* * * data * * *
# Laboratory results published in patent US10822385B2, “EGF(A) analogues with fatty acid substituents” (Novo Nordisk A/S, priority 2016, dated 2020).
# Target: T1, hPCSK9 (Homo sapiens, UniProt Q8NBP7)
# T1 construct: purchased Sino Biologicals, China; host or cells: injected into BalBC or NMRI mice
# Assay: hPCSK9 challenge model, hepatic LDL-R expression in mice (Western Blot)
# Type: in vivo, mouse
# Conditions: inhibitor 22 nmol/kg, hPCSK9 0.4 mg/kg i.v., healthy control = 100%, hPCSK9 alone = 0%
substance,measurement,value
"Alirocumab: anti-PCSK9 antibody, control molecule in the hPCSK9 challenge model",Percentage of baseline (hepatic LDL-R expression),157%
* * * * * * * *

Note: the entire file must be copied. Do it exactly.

# Laboratory results published in patent US10822385B2, “EGF(A) analogues with fatty acid substituents” (Novo Nordisk A/S, priority 2016, dated 2020).
# Target: T1, hPCSK9 (Homo sapiens, UniProt Q8NBP7)
# T1 construct: purchased Sino Biologicals, China; host or cells: injected into BalBC or NMRI mice
# Assay: hPCSK9 challenge model, hepatic LDL-R expression in mice (Western Blot)
# Type: in vivo, mouse
# Conditions: inhibitor 22 nmol/kg, hPCSK9 0.4 mg/kg i.v., healthy control = 100%, hPCSK9 alone = 0%
substance,measurement,value
"Alirocumab: anti-PCSK9 antibody, control molecule in the hPCSK9 challenge model",Percentage of baseline (hepatic LDL-R expression),157%